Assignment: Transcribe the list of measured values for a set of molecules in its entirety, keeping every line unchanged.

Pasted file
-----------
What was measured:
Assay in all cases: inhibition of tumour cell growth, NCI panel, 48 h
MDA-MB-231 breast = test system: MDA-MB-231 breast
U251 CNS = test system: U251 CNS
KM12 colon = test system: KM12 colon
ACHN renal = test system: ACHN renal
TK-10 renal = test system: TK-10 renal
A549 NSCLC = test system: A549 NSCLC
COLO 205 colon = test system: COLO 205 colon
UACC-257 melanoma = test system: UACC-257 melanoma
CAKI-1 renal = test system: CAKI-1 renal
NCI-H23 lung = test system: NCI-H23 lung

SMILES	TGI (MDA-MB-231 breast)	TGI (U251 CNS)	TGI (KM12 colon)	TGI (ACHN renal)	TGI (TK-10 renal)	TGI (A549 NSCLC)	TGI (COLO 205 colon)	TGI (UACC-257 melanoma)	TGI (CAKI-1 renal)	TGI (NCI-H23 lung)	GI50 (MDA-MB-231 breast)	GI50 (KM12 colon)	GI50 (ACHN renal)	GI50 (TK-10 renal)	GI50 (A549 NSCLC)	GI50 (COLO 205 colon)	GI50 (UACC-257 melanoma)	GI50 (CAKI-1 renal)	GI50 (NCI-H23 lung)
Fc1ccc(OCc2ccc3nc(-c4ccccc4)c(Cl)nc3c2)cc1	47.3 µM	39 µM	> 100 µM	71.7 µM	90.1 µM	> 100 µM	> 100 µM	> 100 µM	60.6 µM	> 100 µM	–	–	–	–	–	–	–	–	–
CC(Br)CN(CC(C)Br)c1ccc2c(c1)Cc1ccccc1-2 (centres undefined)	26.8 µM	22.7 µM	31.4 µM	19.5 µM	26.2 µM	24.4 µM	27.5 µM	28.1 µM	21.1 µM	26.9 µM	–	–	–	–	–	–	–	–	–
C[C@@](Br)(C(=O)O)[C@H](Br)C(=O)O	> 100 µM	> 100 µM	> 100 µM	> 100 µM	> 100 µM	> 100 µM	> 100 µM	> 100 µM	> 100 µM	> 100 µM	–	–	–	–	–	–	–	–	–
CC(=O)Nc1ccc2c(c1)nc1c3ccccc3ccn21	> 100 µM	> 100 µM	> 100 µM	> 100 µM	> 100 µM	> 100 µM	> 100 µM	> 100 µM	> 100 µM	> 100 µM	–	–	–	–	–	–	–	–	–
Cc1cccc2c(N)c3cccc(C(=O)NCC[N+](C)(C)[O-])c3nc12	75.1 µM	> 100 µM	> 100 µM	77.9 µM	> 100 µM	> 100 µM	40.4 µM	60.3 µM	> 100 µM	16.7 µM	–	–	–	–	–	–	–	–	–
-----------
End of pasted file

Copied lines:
What was measured:
Assay in all cases: inhibition of tumour cell growth, NCI panel, 48 h
MDA-MB-231 breast = test system: MDA-MB-231 breast
U251 CNS = test system: U251 CNS
KM12 colon = test system: KM12 colon
ACHN renal = test system: ACHN renal
TK-10 renal = test system: TK-10 renal
A549 NSCLC = test system: A549 NSCLC
COLO 205 colon = test system: COLO 205 colon
UACC-257 melanoma = test system: UACC-257 melanoma
CAKI-1 renal = test system: CAKI-1 renal
NCI-H23 lung = test system: NCI-H23 lung

SMILES	TGI (MDA-MB-231 breast)	TGI (U251 CNS)	TGI (KM12 colon)	TGI (ACHN renal)	TGI (TK-10 renal)	TGI (A549 NSCLC)	TGI (COLO 205 colon)	TGI (UACC-257 melanoma)	TGI (CAKI-1 renal)	TGI (NCI-H23 lung)	GI50 (MDA-MB-231 breast)	GI50 (KM12 colon)	GI50 (ACHN renal)	GI50 (TK-10 renal)	GI50 (A549 NSCLC)	GI50 (COLO 205 colon)	GI50 (UACC-257 melanoma)	GI50 (CAKI-1 renal)	GI50 (NCI-H23 lung)
Fc1ccc(OCc2ccc3nc(-c4ccccc4)c(Cl)nc3c2)cc1	47.3 µM	39 µM	> 100 µM	71.7 µM	90.1 µM	> 100 µM	> 100 µM	> 100 µM	60.6 µM	> 100 µM	–	–	–	–	–	–	–	–	–
CC(Br)CN(CC(C)Br)c1ccc2c(c1)Cc1ccccc1-2 (centres undefined)	26.8 µM	22.7 µM	31.4 µM	19.5 µM	26.2 µM	24.4 µM	27.5 µM	28.1 µM	21.1 µM	26.9 µM	–	–	–	–	–	–	–	–	–
C[C@@](Br)(C(=O)O)[C@H](Br)C(=O)O	> 100 µM	> 100 µM	> 100 µM	> 100 µM	> 100 µM	> 100 µM	> 100 µM	> 100 µM	> 100 µM	> 100 µM	–	–	–	–	–	–	–	–	–
CC(=O)Nc1ccc2c(c1)nc1c3ccccc3ccn21	> 100 µM	> 100 µM	> 100 µM	> 100 µM	> 100 µM	> 100 µM	> 100 µM	> 100 µM	> 100 µM	> 100 µM	–	–	–	–	–	–	–	–	–
Cc1cccc2c(N)c3cccc(C(=O)NCC[N+](C)(C)[O-])c3nc12	75.1 µM	> 100 µM	> 100 µM	77.9 µM	> 100 µM	> 100 µM	40.4 µM	60.3 µM	> 100 µM	16.7 µM	–	–	–	–	–	–	–	–	–